Iceland and Europe Part II

In April 2016 there was a serious domestic political crisis when, in the course of the revelations launched by an international media association (» Panama Papers «) about the activities of mailbox companies, it became known that the Icelandic head of government was a co-founder or owner of such a company. Thousands protested in front of the parliament in Reykjavík on April 4th, 2016 and called for the resignation of Gunnlaugsson, who had also been elected because he wanted to restore the people’s confidence in the banking system after the severe financial crisis. President Grímsson rejected Gunnlaugsson’s proposal to dissolve parliament to hold new elections. Eventually he had to give up his position as head of government. The coalition agreed on the previous Minister of Agriculture, S. I. Jóhannsson, as interim successor. The Progress Party politician was sworn in as the new Prime Minister on April 7, 2016. The historian G. T. Jóhannesson, who appeared as an independent candidate, won the election for President on June 25, 2016 with 39.1% of the votes (took office: August 1, 2016). Incumbent Grímsson had, contrary to his original intention, refused to run again. Previously, his wife had been linked to an offshore company.

In the early parliamentary elections on October 29, 2016, the Independence Party was able to expand its leading position. She won 29% of the vote and 21 seats in the Althing. The one from the Panama Papers scandalThe Progress Party, which was particularly affected, suffered heavy losses. It only got 11.5% of the vote and 8 seats. The second strongest party was the Left Green Movement with 15.9% of the vote and 10 seats. The Pirate Party also won 10 seats with a share of 14.5% of the vote. The reform party, which was only founded in 2016, won 10.5% of the votes and entered the Althing with 7 members. After difficult coalition negotiations, the Independence Party, Reform Party and the Shining Future group, which had won 7.2% of the vote and four members of parliament, agreed to form a joint government. The new cabinet under the leadership of B. Benediktsson, the chairman of the Independence Party, officially took office on January 11, 2017. After cover-up allegations in connection with a controversial judicial matter of his father, the party withdrew its support to Prime Minister Benediktsson in September 2017 and thus triggered the break of the coalition after only eight months.

According to relationshipsplus, early parliamentary elections were held again on October 28, 2017, in which the previous governing coalition lost its majority. The Independence Party suffered losses, but with a gain of 25.2% of the votes and 16 seats in parliament, it remained the strongest force ahead of the Left Green movement, which got 16.9% of the votes and 11 seats. The reform party suffered heavy losses, winning only 6.7% of the vote and 6 seats. The shiny future party clearly failed with 1.2% of the vote because of the five percent clause. The Social Democrats were able to make significant gains, winning 12.1% of the votes and 7 seats. The Pirate Party lost significantly and only won 6 seats. S. D. Gunnlaugsson made the leap into the Althing with 10.9% of the votes and winning 7 mandates. For the first time, the People’s Party also moved into parliament. She won 4 mandates. The left-green, independence and progressive parties agreed to form a left-right coalition with K. Jakobsdóttir, the leader of the left-green movement, as head of government. The new cabinet, in which the previous Prime Minister B. Benediktsson became Minister of Finance and Economy, started work on November 30, 2017.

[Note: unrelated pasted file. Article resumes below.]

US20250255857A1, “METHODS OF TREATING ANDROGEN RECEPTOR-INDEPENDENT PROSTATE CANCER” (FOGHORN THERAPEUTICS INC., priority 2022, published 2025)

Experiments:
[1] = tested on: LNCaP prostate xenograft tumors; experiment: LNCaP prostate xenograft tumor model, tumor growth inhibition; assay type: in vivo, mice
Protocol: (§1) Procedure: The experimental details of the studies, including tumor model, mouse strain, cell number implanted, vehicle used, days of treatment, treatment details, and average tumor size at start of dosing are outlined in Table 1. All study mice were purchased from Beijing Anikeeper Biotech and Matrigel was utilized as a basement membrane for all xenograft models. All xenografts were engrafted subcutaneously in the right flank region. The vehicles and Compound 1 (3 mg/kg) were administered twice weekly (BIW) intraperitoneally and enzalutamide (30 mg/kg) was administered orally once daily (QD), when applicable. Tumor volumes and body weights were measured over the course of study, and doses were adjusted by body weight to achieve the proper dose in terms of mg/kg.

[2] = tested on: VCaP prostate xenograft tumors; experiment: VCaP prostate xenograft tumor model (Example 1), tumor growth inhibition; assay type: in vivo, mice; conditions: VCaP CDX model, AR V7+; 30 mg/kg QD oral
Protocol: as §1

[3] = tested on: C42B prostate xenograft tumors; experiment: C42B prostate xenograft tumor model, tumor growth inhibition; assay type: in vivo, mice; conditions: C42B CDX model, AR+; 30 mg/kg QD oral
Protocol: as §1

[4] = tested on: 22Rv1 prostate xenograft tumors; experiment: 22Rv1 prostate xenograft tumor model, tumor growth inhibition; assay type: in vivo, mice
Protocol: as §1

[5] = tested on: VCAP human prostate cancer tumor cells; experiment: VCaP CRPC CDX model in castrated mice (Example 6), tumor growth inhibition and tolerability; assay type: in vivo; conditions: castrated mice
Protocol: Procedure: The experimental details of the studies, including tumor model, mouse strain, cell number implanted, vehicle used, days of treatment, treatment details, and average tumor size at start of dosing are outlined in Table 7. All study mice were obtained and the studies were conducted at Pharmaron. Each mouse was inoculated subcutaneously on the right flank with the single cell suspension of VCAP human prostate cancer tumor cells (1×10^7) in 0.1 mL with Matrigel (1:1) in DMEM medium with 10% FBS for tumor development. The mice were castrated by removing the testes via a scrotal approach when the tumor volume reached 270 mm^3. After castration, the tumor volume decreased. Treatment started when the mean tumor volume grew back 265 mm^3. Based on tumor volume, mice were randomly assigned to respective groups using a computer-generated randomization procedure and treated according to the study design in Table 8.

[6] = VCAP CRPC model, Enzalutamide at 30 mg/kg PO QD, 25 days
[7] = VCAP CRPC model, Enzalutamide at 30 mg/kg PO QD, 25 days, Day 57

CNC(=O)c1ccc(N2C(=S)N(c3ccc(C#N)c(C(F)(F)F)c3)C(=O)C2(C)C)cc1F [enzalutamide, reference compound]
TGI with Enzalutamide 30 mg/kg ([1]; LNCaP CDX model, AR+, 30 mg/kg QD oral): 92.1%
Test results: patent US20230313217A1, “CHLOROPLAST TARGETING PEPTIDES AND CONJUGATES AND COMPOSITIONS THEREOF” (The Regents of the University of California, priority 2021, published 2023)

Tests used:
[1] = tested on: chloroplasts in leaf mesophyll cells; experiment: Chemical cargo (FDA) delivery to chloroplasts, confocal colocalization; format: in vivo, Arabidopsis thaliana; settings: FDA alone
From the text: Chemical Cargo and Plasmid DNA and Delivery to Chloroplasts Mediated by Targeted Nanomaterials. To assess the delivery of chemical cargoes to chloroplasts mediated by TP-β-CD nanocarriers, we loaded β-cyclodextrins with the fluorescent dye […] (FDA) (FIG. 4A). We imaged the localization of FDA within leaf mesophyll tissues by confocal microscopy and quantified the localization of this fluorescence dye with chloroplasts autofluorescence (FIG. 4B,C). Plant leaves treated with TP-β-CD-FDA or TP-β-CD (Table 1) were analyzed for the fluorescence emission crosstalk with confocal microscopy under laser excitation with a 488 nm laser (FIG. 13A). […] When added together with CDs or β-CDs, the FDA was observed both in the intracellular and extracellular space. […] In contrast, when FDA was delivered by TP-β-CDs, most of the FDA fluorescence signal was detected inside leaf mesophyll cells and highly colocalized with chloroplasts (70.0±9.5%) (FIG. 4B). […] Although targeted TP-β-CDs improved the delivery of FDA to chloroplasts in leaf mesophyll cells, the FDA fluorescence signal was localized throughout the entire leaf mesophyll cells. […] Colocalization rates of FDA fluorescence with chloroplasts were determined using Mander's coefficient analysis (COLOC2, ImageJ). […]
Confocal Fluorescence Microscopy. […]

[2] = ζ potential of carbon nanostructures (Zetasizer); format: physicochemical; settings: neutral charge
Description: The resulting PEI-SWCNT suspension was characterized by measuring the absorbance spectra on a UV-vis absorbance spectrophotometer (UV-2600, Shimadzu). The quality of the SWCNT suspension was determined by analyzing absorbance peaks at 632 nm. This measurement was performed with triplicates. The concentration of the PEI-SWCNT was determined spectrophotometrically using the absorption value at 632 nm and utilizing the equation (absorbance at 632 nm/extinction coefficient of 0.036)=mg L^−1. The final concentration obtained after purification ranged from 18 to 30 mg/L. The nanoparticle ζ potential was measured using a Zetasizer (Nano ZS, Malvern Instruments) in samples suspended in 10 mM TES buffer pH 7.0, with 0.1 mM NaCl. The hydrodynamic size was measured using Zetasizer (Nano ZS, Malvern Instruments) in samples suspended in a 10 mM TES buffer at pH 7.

Jakobsdóttir started with the aim of regaining the people’s trust in politicians and politics and fighting corruption. It took a position against joining the EU and Iceland’s membership in NATO, but did not take any steps in this direction out of consideration for the coalition partners. Their economic and social policies are conventional. Despite contradicting party-political views within the governing coalition, it has so far proven to be stable. Urgent government tasks arose from problems with the rise in house prices, mass tourism and unemployment.

In December 2019, Prime Minister Jakobsdóttir said that she wanted to put the gross domestic product factor on a par with prosperity and inclusive growth. One of the reasons for this statement was an environmental problem, namely the first public “burial” of a glacier, the Okjökull, which had finally melted that year. She found like-minded people in the heads of government J. Ardern (New Zealand) and Nicola Sturgeon (* 1979) in the idea of ​​promoting a “wellbeing economy” in which, in addition to economic performance, all aspects of welfare and quality of life are taken into account, Scotland). On the democracy index of the weekly newspaper »The Economist« Iceland was ranked 2nd in the world in 2019.

In spring 2020, Iceland’s government fought the Covid-19 pandemic (coronavirus) with extensive support from the population. In early April 2020, Iceland became the first European country to launch a mobile phone app to track the spread of viral infections.

In June 2020, incumbent pro-popular President GT Jóhannesson won the presidential elections again with a large majority (92.2%).

Iceland and Europe 2

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